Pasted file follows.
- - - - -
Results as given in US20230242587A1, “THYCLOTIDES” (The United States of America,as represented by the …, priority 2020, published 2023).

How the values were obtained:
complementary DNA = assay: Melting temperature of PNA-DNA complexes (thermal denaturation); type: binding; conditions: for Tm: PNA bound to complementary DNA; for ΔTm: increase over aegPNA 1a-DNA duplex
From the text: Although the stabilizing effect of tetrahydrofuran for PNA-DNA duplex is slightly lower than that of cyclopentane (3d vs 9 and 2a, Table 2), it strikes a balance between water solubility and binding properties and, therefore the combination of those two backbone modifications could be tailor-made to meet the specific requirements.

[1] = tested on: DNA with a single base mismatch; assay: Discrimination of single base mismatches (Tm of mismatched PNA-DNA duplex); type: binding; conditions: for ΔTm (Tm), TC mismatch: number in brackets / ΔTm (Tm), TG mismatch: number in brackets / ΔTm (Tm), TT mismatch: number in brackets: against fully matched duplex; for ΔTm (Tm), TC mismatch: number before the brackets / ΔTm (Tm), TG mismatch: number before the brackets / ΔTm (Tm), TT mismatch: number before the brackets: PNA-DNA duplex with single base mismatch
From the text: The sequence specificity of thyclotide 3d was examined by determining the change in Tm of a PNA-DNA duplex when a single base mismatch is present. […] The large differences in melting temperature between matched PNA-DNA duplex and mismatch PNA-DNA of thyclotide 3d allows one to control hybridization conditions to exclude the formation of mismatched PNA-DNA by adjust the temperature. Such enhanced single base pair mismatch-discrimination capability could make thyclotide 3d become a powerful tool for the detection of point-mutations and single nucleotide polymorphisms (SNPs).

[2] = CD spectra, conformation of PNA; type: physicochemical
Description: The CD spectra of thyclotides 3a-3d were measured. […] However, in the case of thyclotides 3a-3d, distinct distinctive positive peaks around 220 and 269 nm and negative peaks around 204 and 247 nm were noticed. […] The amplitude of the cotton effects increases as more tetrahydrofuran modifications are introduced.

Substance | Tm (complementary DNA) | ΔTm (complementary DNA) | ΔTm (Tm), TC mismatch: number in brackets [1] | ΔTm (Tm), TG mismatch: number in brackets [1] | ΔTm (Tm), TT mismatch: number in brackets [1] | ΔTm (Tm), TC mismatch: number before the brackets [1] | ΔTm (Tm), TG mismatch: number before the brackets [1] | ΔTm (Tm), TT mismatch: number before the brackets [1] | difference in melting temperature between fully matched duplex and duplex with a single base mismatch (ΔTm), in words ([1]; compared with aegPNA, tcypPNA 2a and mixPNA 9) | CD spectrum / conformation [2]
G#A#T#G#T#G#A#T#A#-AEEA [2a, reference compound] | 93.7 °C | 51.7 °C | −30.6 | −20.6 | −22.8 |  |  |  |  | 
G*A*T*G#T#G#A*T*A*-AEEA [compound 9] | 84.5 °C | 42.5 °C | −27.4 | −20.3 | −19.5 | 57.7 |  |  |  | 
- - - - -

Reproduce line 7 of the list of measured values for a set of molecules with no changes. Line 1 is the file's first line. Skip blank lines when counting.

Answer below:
[2] = CD spectra, conformation of PNA; type: physicochemical